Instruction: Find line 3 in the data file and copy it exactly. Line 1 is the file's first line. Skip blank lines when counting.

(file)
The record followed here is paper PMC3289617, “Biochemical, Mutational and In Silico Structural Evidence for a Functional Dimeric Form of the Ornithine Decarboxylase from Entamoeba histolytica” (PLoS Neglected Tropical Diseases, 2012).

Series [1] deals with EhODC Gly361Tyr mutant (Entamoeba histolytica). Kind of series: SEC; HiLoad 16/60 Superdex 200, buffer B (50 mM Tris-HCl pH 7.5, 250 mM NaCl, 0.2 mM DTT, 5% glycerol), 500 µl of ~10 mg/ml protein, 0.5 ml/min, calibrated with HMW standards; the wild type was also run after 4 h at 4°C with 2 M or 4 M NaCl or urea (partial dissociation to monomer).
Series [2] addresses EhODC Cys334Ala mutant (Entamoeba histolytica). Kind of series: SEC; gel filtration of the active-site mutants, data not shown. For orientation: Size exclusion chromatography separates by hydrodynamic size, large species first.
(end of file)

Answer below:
Series [2] addresses EhODC Cys334Ala mutant (Entamoeba histolytica). Kind of series: SEC; gel filtration of the active-site mutants, data not shown. For orientation: Size exclusion chromatography separates by hydrodynamic size, large species first.